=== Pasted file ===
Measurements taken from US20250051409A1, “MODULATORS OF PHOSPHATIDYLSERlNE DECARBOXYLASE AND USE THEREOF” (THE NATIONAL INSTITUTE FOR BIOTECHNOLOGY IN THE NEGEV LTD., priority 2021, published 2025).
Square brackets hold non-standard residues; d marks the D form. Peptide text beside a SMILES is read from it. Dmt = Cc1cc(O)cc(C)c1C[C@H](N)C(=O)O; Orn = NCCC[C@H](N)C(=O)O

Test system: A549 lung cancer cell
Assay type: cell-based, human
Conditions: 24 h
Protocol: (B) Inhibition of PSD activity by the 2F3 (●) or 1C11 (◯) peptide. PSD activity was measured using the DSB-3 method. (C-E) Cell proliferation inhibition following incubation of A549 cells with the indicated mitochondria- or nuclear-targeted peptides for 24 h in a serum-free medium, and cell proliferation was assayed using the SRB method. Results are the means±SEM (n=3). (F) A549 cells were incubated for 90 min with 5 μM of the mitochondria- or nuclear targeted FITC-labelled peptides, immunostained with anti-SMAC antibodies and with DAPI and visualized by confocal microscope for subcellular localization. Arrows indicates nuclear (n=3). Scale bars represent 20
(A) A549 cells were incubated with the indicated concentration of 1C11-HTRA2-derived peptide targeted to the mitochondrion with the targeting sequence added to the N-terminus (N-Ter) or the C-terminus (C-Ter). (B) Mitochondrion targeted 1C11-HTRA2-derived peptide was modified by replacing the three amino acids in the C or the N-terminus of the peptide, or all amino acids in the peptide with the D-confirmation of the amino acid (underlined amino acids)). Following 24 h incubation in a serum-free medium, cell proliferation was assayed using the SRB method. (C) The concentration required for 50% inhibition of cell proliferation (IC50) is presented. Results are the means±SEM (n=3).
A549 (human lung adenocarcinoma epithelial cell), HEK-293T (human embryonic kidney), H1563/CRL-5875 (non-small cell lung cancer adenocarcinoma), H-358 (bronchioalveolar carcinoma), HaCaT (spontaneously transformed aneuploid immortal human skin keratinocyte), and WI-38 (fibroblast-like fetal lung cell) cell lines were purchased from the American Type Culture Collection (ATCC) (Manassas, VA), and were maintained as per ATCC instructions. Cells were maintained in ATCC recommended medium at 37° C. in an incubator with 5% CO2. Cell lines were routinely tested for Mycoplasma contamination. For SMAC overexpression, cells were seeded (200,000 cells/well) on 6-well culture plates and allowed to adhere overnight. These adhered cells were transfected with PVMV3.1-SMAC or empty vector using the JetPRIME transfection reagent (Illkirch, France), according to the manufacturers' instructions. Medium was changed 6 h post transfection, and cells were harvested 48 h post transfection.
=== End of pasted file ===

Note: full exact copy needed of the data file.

Measurements taken from US20250051409A1, “MODULATORS OF PHOSPHATIDYLSERlNE DECARBOXYLASE AND USE THEREOF” (THE NATIONAL INSTITUTE FOR BIOTECHNOLOGY IN THE NEGEV LTD., priority 2021, published 2025).
Square brackets hold non-standard residues; d marks the D form. Peptide text beside a SMILES is read from it. Dmt = Cc1cc(O)cc(C)c1C[C@H](N)C(=O)O; Orn = NCCC[C@H](N)C(=O)O

Test system: A549 lung cancer cell
Assay type: cell-based, human
Conditions: 24 h
Protocol: (B) Inhibition of PSD activity by the 2F3 (●) or 1C11 (◯) peptide. PSD activity was measured using the DSB-3 method. (C-E) Cell proliferation inhibition following incubation of A549 cells with the indicated mitochondria- or nuclear-targeted peptides for 24 h in a serum-free medium, and cell proliferation was assayed using the SRB method. Results are the means±SEM (n=3). (F) A549 cells were incubated for 90 min with 5 μM of the mitochondria- or nuclear targeted FITC-labelled peptides, immunostained with anti-SMAC antibodies and with DAPI and visualized by confocal microscope for subcellular localization. Arrows indicates nuclear (n=3). Scale bars represent 20
(A) A549 cells were incubated with the indicated concentration of 1C11-HTRA2-derived peptide targeted to the mitochondrion with the targeting sequence added to the N-terminus (N-Ter) or the C-terminus (C-Ter). (B) Mitochondrion targeted 1C11-HTRA2-derived peptide was modified by replacing the three amino acids in the C or the N-terminus of the peptide, or all amino acids in the peptide with the D-confirmation of the amino acid (underlined amino acids)). Following 24 h incubation in a serum-free medium, cell proliferation was assayed using the SRB method. (C) The concentration required for 50% inhibition of cell proliferation (IC50) is presented. Results are the means±SEM (n=3).
A549 (human lung adenocarcinoma epithelial cell), HEK-293T (human embryonic kidney), H1563/CRL-5875 (non-small cell lung cancer adenocarcinoma), H-358 (bronchioalveolar carcinoma), HaCaT (spontaneously transformed aneuploid immortal human skin keratinocyte), and WI-38 (fibroblast-like fetal lung cell) cell lines were purchased from the American Type Culture Collection (ATCC) (Manassas, VA), and were maintained as per ATCC instructions. Cells were maintained in ATCC recommended medium at 37° C. in an incubator with 5% CO2. Cell lines were routinely tested for Mycoplasma contamination. For SMAC overexpression, cells were seeded (200,000 cells/well) on 6-well culture plates and allowed to adhere overnight. These adhered cells were transfected with PVMV3.1-SMAC or empty vector using the JetPRIME transfection reagent (Illkirch, France), according to the manufacturers' instructions. Medium was changed 6 h post transfection, and cells were harvested 48 h post transfection.